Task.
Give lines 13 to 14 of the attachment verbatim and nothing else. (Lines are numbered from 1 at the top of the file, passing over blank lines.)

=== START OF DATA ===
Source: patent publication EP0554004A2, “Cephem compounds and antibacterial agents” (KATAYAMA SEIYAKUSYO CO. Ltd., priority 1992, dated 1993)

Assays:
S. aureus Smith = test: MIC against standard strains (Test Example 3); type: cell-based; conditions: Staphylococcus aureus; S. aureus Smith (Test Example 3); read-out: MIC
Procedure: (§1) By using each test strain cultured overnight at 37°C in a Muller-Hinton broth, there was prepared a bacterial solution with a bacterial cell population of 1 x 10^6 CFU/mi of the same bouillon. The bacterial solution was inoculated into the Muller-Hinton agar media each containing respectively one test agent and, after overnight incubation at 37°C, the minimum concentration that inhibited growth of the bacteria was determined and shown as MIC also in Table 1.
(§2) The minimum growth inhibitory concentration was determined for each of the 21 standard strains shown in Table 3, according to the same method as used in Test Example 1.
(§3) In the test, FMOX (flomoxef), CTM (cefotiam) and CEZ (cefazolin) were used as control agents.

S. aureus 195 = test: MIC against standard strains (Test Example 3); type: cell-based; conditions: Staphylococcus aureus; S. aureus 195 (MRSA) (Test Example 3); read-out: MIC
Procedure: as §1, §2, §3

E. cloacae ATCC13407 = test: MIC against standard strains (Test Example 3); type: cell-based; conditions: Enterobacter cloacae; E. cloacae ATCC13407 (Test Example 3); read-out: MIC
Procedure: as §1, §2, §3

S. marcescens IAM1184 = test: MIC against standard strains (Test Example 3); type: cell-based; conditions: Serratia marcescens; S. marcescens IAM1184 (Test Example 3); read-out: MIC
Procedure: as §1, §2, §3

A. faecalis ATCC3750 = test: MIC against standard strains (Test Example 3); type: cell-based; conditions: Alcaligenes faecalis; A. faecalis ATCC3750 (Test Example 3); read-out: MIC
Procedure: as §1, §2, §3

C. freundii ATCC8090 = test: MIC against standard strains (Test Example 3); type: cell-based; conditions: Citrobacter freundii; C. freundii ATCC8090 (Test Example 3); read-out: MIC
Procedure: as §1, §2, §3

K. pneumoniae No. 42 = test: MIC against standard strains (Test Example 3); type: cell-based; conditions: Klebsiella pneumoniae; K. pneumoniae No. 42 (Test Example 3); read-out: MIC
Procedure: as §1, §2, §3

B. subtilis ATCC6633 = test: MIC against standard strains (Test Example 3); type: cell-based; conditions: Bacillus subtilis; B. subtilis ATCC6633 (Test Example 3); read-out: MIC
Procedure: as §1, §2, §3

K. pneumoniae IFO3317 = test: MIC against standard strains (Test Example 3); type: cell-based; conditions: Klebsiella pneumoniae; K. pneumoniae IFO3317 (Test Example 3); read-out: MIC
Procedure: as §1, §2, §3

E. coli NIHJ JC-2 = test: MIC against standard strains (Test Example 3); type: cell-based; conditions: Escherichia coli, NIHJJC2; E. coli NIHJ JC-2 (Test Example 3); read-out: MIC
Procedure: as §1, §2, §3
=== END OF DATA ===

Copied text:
A. faecalis ATCC3750 = test: MIC against standard strains (Test Example 3); type: cell-based; conditions: Alcaligenes faecalis; A. faecalis ATCC3750 (Test Example 3); read-out: MIC
Procedure: as §1, §2, §3